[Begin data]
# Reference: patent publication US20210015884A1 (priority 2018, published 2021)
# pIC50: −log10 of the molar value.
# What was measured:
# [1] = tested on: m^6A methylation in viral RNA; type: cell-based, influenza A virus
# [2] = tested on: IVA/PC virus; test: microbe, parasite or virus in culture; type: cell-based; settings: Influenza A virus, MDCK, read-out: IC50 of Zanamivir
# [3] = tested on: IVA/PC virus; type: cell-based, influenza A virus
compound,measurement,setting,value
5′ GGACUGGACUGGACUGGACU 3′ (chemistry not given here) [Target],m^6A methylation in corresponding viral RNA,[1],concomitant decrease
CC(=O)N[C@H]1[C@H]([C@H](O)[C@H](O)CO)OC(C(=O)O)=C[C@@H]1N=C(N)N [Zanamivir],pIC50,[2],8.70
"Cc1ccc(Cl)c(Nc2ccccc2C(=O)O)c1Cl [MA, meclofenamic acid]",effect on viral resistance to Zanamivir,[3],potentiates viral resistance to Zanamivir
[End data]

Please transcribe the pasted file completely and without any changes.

# Reference: patent publication US20210015884A1 (priority 2018, published 2021)
# pIC50: −log10 of the molar value.
# What was measured:
# [1] = tested on: m^6A methylation in viral RNA; type: cell-based, influenza A virus
# [2] = tested on: IVA/PC virus; test: microbe, parasite or virus in culture; type: cell-based; settings: Influenza A virus, MDCK, read-out: IC50 of Zanamivir
# [3] = tested on: IVA/PC virus; type: cell-based, influenza A virus
compound,measurement,setting,value
5′ GGACUGGACUGGACUGGACU 3′ (chemistry not given here) [Target],m^6A methylation in corresponding viral RNA,[1],concomitant decrease
CC(=O)N[C@H]1[C@H]([C@H](O)[C@H](O)CO)OC(C(=O)O)=C[C@@H]1N=C(N)N [Zanamivir],pIC50,[2],8.70
"Cc1ccc(Cl)c(Nc2ccccc2C(=O)O)c1Cl [MA, meclofenamic acid]",effect on viral resistance to Zanamivir,[3],potentiates viral resistance to Zanamivir